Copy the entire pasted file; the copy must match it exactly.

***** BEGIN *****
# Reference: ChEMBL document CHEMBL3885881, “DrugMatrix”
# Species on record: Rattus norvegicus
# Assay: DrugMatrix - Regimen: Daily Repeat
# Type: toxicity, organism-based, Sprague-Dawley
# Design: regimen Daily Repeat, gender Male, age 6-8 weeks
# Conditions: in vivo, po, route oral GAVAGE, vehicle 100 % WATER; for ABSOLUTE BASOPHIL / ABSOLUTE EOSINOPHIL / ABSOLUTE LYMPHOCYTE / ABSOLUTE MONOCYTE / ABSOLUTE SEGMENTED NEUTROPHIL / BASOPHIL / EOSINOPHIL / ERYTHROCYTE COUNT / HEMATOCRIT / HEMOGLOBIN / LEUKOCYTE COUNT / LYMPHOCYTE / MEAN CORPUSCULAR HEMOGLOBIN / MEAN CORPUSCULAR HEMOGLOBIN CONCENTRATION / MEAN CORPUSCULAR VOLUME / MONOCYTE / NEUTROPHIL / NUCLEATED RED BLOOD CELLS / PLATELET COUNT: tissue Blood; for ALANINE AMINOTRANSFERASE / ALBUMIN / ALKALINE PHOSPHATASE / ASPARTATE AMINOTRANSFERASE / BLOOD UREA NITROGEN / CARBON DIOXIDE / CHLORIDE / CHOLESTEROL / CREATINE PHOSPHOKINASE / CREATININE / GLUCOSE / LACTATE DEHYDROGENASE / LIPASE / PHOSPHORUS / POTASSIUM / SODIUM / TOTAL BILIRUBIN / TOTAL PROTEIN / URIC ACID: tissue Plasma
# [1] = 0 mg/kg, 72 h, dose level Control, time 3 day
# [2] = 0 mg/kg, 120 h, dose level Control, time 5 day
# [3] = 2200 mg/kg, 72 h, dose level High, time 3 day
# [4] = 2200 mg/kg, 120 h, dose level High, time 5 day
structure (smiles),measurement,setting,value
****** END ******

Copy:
# Reference: ChEMBL document CHEMBL3885881, “DrugMatrix”
# Species on record: Rattus norvegicus
# Assay: DrugMatrix - Regimen: Daily Repeat
# Type: toxicity, organism-based, Sprague-Dawley
# Design: regimen Daily Repeat, gender Male, age 6-8 weeks
# Conditions: in vivo, po, route oral GAVAGE, vehicle 100 % WATER; for ABSOLUTE BASOPHIL / ABSOLUTE EOSINOPHIL / ABSOLUTE LYMPHOCYTE / ABSOLUTE MONOCYTE / ABSOLUTE SEGMENTED NEUTROPHIL / BASOPHIL / EOSINOPHIL / ERYTHROCYTE COUNT / HEMATOCRIT / HEMOGLOBIN / LEUKOCYTE COUNT / LYMPHOCYTE / MEAN CORPUSCULAR HEMOGLOBIN / MEAN CORPUSCULAR HEMOGLOBIN CONCENTRATION / MEAN CORPUSCULAR VOLUME / MONOCYTE / NEUTROPHIL / NUCLEATED RED BLOOD CELLS / PLATELET COUNT: tissue Blood; for ALANINE AMINOTRANSFERASE / ALBUMIN / ALKALINE PHOSPHATASE / ASPARTATE AMINOTRANSFERASE / BLOOD UREA NITROGEN / CARBON DIOXIDE / CHLORIDE / CHOLESTEROL / CREATINE PHOSPHOKINASE / CREATININE / GLUCOSE / LACTATE DEHYDROGENASE / LIPASE / PHOSPHORUS / POTASSIUM / SODIUM / TOTAL BILIRUBIN / TOTAL PROTEIN / URIC ACID: tissue Plasma
# [1] = 0 mg/kg, 72 h, dose level Control, time 3 day
# [2] = 0 mg/kg, 120 h, dose level Control, time 5 day
# [3] = 2200 mg/kg, 72 h, dose level High, time 3 day
# [4] = 2200 mg/kg, 120 h, dose level High, time 5 day
structure (smiles),measurement,setting,value